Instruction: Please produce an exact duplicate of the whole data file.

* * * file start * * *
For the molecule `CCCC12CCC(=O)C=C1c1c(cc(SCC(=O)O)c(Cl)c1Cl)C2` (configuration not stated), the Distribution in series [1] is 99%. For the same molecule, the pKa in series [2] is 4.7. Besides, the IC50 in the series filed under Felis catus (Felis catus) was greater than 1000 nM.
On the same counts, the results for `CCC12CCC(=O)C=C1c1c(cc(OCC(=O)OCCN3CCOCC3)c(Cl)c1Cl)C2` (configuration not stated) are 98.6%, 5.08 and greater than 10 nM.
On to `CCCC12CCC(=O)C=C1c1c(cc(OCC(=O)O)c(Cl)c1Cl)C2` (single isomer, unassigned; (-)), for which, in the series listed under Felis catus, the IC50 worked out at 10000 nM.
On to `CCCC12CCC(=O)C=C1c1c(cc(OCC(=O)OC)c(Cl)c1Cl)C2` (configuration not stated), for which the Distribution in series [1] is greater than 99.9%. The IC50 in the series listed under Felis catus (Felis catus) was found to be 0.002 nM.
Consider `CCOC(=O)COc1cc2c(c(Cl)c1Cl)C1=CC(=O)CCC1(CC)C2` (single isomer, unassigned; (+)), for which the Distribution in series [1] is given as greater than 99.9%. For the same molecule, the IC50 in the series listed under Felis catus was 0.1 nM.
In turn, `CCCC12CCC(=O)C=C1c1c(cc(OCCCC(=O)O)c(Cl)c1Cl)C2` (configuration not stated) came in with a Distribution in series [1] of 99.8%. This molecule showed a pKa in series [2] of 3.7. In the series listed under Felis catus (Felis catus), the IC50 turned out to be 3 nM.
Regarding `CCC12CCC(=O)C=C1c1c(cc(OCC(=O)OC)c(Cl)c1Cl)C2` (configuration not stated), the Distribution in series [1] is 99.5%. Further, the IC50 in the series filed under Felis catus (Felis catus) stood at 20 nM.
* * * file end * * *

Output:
For the molecule `CCCC12CCC(=O)C=C1c1c(cc(SCC(=O)O)c(Cl)c1Cl)C2` (configuration not stated), the Distribution in series [1] is 99%. For the same molecule, the pKa in series [2] is 4.7. Besides, the IC50 in the series filed under Felis catus (Felis catus) was greater than 1000 nM.
On the same counts, the results for `CCC12CCC(=O)C=C1c1c(cc(OCC(=O)OCCN3CCOCC3)c(Cl)c1Cl)C2` (configuration not stated) are 98.6%, 5.08 and greater than 10 nM.
On to `CCCC12CCC(=O)C=C1c1c(cc(OCC(=O)O)c(Cl)c1Cl)C2` (single isomer, unassigned; (-)), for which, in the series listed under Felis catus, the IC50 worked out at 10000 nM.
On to `CCCC12CCC(=O)C=C1c1c(cc(OCC(=O)OC)c(Cl)c1Cl)C2` (configuration not stated), for which the Distribution in series [1] is greater than 99.9%. The IC50 in the series listed under Felis catus (Felis catus) was found to be 0.002 nM.
Consider `CCOC(=O)COc1cc2c(c(Cl)c1Cl)C1=CC(=O)CCC1(CC)C2` (single isomer, unassigned; (+)), for which the Distribution in series [1] is given as greater than 99.9%. For the same molecule, the IC50 in the series listed under Felis catus was 0.1 nM.
In turn, `CCCC12CCC(=O)C=C1c1c(cc(OCCCC(=O)O)c(Cl)c1Cl)C2` (configuration not stated) came in with a Distribution in series [1] of 99.8%. This molecule showed a pKa in series [2] of 3.7. In the series listed under Felis catus (Felis catus), the IC50 turned out to be 3 nM.
Regarding `CCC12CCC(=O)C=C1c1c(cc(OCC(=O)OC)c(Cl)c1Cl)C2` (configuration not stated), the Distribution in series [1] is 99.5%. Further, the IC50 in the series filed under Felis catus (Felis catus) stood at 20 nM.